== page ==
US considering arming rebels in Syria — despite Israeli warnings
A Hizbollah-backed fighter patrols the Syria-Lebanon border
for the first time, the US is considering arming rebel groups in Syria.
America’s toughening stance on the issue follows the reported use of chemical weapons by the Assad regime.
In a press briefing on Tuesday, President Barack Obama warned against “rushing to judgment without hard effective evidence”. However, administration officials acknowledged that the information received so far was sufficient for the Pentagon to prepare options including supplying the rebels with arms.
The Obama administration has been blamed for being slow to react to the rapidly developing situation in Syria and even for downplaying evidence of chemical-weapons use, but a spokesperson for the US National Security Council said this week: “Assistance to the Syrian opposition has been on an upward trajectory.”
Israel has warned that arms supplied to the rebel groups could ultimately be used against Israeli and Western targets.
In another development, Hizbollah leader Hassan Nasrallah made a speech in which he admitted for the first time that members of his movement were fighting alongside Assad’s forces in Syria.
While there have been widespread reports of large numbers of Hizbollah fighters in many areas of Syria, Nasrallah had insisted that they had only entered the country to protect Lebanese citizens living in border towns. But Nasrallah warned of a more robust involvement when he said that “Syria has real friends in the region, and the world, who will not let Syria fall into the hands of America, Israel or Takfiri [extreme jihadist] groups. They will not let this happen.”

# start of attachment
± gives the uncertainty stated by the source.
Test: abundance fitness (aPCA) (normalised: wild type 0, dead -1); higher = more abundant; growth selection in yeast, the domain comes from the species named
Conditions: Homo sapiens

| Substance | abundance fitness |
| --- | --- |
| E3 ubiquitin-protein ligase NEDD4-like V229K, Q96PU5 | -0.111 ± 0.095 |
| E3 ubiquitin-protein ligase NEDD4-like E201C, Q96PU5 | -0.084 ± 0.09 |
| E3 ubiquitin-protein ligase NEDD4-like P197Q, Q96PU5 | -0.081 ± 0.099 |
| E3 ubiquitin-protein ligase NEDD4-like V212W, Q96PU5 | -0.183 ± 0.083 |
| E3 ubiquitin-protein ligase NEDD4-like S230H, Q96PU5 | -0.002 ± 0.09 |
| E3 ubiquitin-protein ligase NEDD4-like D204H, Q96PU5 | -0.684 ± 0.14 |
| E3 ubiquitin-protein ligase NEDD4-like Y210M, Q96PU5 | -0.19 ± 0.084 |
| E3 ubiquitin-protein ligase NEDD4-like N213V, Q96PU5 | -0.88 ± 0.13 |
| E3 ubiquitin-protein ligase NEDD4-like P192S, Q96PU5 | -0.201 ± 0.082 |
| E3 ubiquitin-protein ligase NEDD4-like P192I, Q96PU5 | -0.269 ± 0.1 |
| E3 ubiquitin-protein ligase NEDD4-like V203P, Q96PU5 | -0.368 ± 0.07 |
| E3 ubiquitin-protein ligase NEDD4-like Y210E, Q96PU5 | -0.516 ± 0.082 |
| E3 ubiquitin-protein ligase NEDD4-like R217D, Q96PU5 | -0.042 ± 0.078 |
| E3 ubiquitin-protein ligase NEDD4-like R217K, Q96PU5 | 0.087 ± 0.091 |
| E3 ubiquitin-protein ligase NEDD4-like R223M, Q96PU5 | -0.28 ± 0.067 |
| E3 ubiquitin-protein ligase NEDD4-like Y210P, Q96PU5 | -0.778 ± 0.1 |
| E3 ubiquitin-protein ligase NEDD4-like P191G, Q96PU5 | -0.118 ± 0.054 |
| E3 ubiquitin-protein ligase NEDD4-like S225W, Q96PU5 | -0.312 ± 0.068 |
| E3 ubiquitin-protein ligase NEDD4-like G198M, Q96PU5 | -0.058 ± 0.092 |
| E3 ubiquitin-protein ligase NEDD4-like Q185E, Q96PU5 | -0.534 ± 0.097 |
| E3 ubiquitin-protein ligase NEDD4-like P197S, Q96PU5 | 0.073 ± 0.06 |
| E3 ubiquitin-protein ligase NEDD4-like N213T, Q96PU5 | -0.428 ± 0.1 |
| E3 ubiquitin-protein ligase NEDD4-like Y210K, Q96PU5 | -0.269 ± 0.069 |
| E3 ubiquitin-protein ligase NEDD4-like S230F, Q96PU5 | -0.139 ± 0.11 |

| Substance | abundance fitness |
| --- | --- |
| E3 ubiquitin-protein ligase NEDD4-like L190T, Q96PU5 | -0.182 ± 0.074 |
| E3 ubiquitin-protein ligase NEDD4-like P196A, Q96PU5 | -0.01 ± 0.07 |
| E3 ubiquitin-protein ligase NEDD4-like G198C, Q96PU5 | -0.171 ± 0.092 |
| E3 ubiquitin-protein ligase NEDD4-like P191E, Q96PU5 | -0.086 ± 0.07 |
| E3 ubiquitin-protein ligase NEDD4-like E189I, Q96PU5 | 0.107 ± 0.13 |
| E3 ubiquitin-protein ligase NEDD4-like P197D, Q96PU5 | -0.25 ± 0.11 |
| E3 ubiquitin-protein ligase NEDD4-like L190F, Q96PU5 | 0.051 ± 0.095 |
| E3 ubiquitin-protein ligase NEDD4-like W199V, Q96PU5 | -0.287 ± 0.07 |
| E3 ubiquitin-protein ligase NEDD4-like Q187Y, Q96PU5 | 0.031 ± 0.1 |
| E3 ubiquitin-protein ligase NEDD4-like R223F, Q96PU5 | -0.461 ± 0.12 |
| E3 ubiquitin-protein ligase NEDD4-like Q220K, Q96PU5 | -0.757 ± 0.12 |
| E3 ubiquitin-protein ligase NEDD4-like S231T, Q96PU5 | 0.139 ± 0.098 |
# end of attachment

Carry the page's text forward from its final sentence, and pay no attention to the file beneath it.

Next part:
Meanwhile, senior Israeli officials have admitted that a lecture by Brigadier-General Itai Brun, commander of the IDF’s Military Intelligence Research Division, in which he announced that Israel believed that Syria had used sarin gas against the rebels, was not cleared first with any civilian official outside the IDF.
“We certainly are not looking to create a dispute here with the US,” said one defence source. “Brun should not have made it look as if Israel is challenging Obama to do something in Syria.”
Israel’s main concern over Syria remains the potential transfer of advanced weapons, including chemical ones, to Hizbollah in Lebanon.
In January, Israel attacked a convoy of advanced anti-aircraft missiles bound for Lebanon, although reports early this week of an Israeli attack on a Syrian chemical weapons base appear to be unfounded.
A large-scale exercise carried out by thousands of reserve soldiers by the IDF in the north of Israel this week fuelled rumours of an operation in Lebanon or Syria, but the exercise had been planned many months in advance.
Israeli officials stressed that, while the IDF would have to act immediately if chemical weapons were being transferred to Hizbollah, the policy is to try to contain the situation in Syria. The chances of succeeding, however, are diminishing by the day.